Dame Lisle’s was the first notable trial of the Bloody Assizes which followed the Monmouth Rebellion and led by Lord Chief Justice George Jeffreys, 1st Baron Jeffreys of Wem (born 15 May 1645 – died 18 April 1689). Her trial took lace on 27 August 1685 at Winchester Castle and the jury was reluctant to find her guilty and the the proceedings when over to 28 August. Judge Jeffreys over ruled the jury’s scruples and she was found guilty. It was pointed out that she was charged with harbouring a traitor, namely Hickes, yet Hickes himself had not been found guilty of treason at that point. The plea was agan over ruled.
Lady Lisle was condemed to death. Judge Jeffreys sentenced her to be burnt at the stake that very afternoon, 28th August 1685. Burning would save her from the indencey of a hanging and possible drawind and quartering, but it was still a terrible sentence to be passed down on an elderly lady.
Presure on Judge Jeffreys gained Dame Lisle a respite on her execution date to 2nd September 1685. On 31 August Lady Lisle petitions King James II requesting a further four days stay of execution and to change the method from burning to beheading. The King refused to give Alice the extra few days but did commute her sentence to beheading.
She was beheaded on 2nd September 1685 in Winchester Market Place and stepped onto the scaffold from a window of the Eclipse Inn, where she is also reputed to haunt. A plaque is in Winchester Market Place showing where she died.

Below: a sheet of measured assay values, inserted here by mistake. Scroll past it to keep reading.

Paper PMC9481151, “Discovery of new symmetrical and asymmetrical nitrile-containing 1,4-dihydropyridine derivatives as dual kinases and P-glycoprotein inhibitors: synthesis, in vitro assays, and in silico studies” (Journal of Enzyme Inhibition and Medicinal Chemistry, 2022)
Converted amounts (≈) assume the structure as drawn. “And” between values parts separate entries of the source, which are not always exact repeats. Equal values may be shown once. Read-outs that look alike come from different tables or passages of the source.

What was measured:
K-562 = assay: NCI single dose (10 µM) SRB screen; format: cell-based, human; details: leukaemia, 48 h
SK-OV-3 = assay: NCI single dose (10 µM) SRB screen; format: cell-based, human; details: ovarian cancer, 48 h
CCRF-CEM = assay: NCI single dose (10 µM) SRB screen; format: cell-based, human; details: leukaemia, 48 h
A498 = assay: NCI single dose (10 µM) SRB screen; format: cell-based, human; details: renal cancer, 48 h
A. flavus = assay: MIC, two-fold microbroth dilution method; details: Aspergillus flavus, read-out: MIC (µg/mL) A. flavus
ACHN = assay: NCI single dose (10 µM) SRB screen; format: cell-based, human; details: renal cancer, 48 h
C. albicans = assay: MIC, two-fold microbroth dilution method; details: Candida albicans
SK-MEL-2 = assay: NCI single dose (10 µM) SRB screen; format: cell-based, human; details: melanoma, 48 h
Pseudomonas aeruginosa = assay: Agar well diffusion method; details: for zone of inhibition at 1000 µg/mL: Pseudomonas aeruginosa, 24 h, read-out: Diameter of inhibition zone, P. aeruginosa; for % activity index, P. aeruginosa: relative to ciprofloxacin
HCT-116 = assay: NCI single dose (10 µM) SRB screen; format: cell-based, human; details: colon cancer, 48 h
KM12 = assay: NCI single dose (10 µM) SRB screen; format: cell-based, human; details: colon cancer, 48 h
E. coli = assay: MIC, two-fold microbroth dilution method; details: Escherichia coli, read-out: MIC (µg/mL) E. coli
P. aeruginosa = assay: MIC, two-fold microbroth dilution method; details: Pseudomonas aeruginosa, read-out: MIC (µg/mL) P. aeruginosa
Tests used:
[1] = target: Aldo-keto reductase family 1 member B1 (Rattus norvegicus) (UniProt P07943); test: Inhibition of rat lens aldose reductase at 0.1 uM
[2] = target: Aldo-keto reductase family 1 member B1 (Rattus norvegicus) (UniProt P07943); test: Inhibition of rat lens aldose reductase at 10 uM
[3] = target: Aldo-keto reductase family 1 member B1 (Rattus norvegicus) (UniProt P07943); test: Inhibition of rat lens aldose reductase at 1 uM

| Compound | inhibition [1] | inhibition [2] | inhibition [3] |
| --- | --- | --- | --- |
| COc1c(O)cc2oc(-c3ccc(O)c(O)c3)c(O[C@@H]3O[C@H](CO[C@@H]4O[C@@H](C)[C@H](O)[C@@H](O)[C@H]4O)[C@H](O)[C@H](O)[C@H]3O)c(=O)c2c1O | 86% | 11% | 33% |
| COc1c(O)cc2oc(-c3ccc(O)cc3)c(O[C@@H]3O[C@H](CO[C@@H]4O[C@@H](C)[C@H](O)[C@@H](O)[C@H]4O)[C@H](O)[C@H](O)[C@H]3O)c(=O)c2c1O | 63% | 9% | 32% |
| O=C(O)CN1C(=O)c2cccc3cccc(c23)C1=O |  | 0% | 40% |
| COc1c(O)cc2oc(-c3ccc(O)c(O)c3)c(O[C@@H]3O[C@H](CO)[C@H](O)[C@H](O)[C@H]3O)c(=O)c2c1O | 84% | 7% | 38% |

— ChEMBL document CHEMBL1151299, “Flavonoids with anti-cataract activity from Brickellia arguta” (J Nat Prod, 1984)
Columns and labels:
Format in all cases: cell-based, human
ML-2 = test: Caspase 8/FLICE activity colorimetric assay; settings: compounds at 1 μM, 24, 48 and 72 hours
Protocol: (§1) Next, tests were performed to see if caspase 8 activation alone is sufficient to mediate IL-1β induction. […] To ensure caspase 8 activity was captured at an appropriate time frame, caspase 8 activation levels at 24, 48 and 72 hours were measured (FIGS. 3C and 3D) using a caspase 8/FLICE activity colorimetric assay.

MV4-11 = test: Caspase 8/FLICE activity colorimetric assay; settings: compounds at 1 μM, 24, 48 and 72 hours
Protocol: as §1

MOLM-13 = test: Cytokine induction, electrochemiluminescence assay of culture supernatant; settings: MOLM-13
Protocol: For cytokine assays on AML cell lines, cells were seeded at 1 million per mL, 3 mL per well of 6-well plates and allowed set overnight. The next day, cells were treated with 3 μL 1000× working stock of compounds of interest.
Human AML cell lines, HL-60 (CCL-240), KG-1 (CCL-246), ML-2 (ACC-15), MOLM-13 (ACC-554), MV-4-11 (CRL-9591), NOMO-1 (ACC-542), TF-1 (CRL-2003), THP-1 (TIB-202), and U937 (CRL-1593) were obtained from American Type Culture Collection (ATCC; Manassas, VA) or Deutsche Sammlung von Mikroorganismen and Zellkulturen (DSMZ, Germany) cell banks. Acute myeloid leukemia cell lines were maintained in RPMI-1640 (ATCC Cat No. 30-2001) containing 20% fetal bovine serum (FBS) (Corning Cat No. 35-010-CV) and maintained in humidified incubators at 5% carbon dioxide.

The last words of Lady Lisle:
Gentlemen, Friends and Neighbours,
It may be expected that I should say something at my Death, my Birth and Education being near this Place ; my Parents instructed me in the Fear of God ; and I now die of the reformed Religion ; always being instructed in that Belief that if Popery should return into this Nation, it would be a great Judgement. I die in Expectation of Pardon of my Sins, and Acceptation with the Father, by the imputed Righteousness of Jesus Christ : He being the End of the Law for Righteousness to every one that believeth. I thank God, thro’ Christ Jesus, I depart under the Blood of Sprinkling, that speaketh better things than that of Abel ; God having made this Chastisement an Ordinance to my Soul. I did as little expect to come to this Place on this occasion, as any person in this Nation ; therefore let all learn not to be high-minded, but fear. The Lord is a Sovereign, and will take what Way he seeth best to glorify himself by his poor Creatures ; I there for humbly desire to submit to his Will, praying of him, that in Patience I may possess my Soul.